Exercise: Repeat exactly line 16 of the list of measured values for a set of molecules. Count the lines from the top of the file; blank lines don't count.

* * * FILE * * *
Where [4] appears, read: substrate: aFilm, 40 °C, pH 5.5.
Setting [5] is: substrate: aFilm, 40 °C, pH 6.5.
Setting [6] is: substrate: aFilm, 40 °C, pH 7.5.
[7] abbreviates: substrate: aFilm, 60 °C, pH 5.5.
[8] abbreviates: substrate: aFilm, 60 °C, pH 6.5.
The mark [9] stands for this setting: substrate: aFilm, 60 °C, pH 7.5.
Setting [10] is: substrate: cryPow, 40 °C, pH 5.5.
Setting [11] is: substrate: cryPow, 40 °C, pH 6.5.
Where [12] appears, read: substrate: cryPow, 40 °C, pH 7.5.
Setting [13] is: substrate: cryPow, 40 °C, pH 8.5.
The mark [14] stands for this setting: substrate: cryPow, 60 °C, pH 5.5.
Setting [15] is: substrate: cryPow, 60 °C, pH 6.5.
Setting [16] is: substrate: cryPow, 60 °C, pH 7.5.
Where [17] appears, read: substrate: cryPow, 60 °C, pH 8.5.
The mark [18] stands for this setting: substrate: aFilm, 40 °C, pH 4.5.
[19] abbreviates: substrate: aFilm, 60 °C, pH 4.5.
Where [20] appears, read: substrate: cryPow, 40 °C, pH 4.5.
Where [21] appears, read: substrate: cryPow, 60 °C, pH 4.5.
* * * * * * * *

[19] abbreviates: substrate: aFilm, 60 °C, pH 4.5.